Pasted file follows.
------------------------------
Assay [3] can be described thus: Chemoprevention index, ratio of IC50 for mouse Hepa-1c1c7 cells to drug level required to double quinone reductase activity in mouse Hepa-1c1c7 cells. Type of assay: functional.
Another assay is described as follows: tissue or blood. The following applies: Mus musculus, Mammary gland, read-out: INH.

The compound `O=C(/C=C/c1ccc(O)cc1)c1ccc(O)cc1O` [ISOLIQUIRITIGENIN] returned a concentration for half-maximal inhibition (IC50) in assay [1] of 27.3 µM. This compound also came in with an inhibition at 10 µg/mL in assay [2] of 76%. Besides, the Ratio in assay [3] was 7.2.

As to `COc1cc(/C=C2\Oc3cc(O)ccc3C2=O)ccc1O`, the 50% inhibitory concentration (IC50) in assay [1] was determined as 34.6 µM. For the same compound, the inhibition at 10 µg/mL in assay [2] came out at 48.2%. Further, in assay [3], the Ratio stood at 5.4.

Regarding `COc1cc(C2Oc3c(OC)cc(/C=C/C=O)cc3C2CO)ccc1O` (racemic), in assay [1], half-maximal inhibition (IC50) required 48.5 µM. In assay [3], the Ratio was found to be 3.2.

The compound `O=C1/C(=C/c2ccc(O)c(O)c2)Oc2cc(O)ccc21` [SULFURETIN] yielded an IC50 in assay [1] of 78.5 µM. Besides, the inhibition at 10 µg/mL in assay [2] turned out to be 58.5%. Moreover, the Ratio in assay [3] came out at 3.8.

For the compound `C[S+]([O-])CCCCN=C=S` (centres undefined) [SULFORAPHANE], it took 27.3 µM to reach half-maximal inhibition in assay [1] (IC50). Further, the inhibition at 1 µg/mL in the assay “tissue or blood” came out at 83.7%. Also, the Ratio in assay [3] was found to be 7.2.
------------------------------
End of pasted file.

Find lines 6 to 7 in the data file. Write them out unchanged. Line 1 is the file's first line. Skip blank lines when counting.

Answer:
The compound `O=C1/C(=C/c2ccc(O)c(O)c2)Oc2cc(O)ccc21` [SULFURETIN] yielded an IC50 in assay [1] of 78.5 µM. Besides, the inhibition at 10 µg/mL in assay [2] turned out to be 58.5%. Moreover, the Ratio in assay [3] came out at 3.8.

For the compound `C[S+]([O-])CCCCN=C=S` (centres undefined) [SULFORAPHANE], it took 27.3 µM to reach half-maximal inhibition in assay [1] (IC50). Further, the inhibition at 1 µg/mL in the assay “tissue or blood” came out at 83.7%. Also, the Ratio in assay [3] was found to be 7.2.